Tuesday, November 30, 2010

Shern - All Actions

Managed to capture a minute of Shern in the mood of showing us a few actions he has learned. Let me tell you, it is very difficult to capture this in video. Whenever he sees my pink camera, he ignores all our instructions and walk straight to the camera to make a grab!

So this 1 minute plus video is rare. No choice that it was taken with a pacifier in Shern's mouth. :P

Shern @ 17 months - 27 November 2010 - Part 1

Shern @ 17 months - 27 November 2010 - Part 2

Sunday, November 28, 2010

Passionfruit Yogurt Cheesecake

I'm sorry to bore you readers three baking posts in a row. But it can't be helped because I am in such a baking mood these few days.
Ok, ok...last baking post for the month, I promise! ;)

27 November 2010 - Passionfruit Yogurt Cheesecake

Has anybody not eaten passion fruit before? Or, has anyone not seen passion fruit before?
If so, this is how it looks like. Usually you use a spoon to scoop out the flesh and seeds and you eat both the flesh and the seeds.

Taste wise is very tart - kinda like tart kiwi fruit taste. Perhaps a little more sour compared to kiwi fruit. But I like it. Actually, you need to wait for the skin to be all wrinkled up which indicates that the fruit is ripe.

But being the impatient me, I could not wait 'til all of them are all wrinkled up. As soon as one or two of them are wrinkled, I decided to make something out of these fruits.

Scooped out the flesh and seeds from 4 passion fruits and into the bowl they go.
I was supposed to strain them to get the juice only, but I am lazy and I decided to use everything from the fruit; juice, seeds, pulps and all. More healthier, right?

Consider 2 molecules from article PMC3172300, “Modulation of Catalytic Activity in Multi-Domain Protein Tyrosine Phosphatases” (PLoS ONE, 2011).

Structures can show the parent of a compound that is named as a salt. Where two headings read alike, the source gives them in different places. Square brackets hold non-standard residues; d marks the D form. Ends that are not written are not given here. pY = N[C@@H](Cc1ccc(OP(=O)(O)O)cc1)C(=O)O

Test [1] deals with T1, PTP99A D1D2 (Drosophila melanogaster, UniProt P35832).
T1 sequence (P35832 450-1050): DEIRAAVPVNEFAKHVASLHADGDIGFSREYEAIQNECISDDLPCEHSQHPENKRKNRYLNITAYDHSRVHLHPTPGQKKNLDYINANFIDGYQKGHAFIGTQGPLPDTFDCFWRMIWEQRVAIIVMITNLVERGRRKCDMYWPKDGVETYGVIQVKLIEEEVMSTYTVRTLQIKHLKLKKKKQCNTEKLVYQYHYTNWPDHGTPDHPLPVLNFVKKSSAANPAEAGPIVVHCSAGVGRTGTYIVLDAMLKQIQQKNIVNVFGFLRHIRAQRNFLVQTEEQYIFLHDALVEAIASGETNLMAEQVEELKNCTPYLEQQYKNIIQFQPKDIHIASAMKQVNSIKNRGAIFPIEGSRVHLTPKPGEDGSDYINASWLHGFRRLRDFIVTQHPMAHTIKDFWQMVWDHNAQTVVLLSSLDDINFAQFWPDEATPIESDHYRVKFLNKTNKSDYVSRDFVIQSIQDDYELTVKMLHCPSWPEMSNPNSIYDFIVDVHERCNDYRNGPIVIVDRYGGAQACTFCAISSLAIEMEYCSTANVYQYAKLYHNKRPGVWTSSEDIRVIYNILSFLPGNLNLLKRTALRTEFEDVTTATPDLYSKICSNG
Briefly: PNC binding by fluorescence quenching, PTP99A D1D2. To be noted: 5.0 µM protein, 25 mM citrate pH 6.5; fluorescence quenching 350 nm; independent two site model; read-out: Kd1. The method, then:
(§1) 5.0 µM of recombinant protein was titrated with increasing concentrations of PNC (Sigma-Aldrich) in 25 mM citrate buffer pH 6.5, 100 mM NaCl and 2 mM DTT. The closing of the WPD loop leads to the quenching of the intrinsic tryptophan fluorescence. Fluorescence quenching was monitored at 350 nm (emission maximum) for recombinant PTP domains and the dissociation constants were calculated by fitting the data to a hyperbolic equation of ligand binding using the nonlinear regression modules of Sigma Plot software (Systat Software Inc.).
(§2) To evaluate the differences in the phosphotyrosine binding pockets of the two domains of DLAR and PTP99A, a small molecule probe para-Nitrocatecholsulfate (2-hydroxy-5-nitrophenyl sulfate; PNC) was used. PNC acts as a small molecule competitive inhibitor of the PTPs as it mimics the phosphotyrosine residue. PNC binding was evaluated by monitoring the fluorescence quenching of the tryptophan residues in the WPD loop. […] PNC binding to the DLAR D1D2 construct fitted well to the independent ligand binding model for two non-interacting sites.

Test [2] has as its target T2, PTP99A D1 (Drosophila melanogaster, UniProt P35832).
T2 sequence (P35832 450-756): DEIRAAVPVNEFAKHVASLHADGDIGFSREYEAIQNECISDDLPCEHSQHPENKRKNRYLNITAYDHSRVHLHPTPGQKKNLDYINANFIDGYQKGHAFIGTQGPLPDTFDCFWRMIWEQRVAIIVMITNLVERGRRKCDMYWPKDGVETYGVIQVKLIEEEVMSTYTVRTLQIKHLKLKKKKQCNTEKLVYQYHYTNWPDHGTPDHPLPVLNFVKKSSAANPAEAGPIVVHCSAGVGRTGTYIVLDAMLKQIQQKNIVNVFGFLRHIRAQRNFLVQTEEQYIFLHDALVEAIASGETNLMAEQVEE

Ooops..I forgotten to take a photo of the digestive biscuit crust base. This is the photo of the yogurt cheesecake mixture topped above the biscuit base. Oh yes, I decided to use my muffin pan for some individual yogurt cheesecakes.

The slips of parchment paper is for easier removal of the cheesecakes later, which I learned from JoyofBaking.

This is my lot; a 12-hole muffin pan, a small tart pan and 2 mini ramekins.

Topped with the passionfruit jelly mixture. I love the bright yellow colour.

Looks even better here.

After baking and chilling in the fridge twice, this is what you get. They get a little messy as I was clumsy with the removal from pan and also the yogurt cheesecake layer was a little too delicate for my clumsy handling.

But if you are careful enough, you get a nice neat little individual cheesecake.

Yummy....delicious...taste-wise was very good.
Love the biscuit base. I have always loved biscuit based cheesecake. The yogurt cheesecake layer is soft and sweet. The tart thin passion fruit jelly layer complements the salty biscuit base and the sweet yogurt cheesecake layer. Super delicious.

Arranged them in a long plate.

This is the one using the tart pan.

Looks heavenly huh? Easier removal with the bottom loose tart pan.

Cut them into 16 pieces just like a pizza.

Yes, like I said, doesn't this look like a fruit pizza?

Everyone a slice. Shern ate more than a slice all by himself. He's so adventurous - can tolerate such tart flavours!

Passionfruit yogurt cheesecake (copied from Bread Et Butter)
Makes one 8 inch cake/10-12 cheesecake pots

For the biscuit base:

  • 15 digestive biscuits, crumbed
  • 120g butter, melted
  • 2 tablespoons sugar
  • 1 teaspoon ground ginger (I omitted this)
  • 1/2 teaspoon salt

For the yogurt cheesecake:

  • 400g greek yogurt (I used normal Anlene Natural Flavour yogurt)
  • 450g cream cheese, at room temperature (I used Philadelphia cream cheese)
  • 3 tablespoons passionfruit juice.
  • 1 vanilla bean, split and scraped (I used 1 tsp Pure Vanilla Extract)
  • 1/2 cup heavy cream (I used Emborg's whipping cream)
  • 2 1/2 teaspoons powdered gelatine
  • 3/4 cup sugar

For the passionfruit jelly:

  • 4 ripe passion fruits, juiced – reserve the seeds
  • 1/2 teaspoon powdered gelatine

For the biscuit base:

1. Preheat the oven to 180’C. Butter an 8 inch cake tin/ramekins/tart tins. If using a ring line the bottom with aluminum foil and place on a baking tray.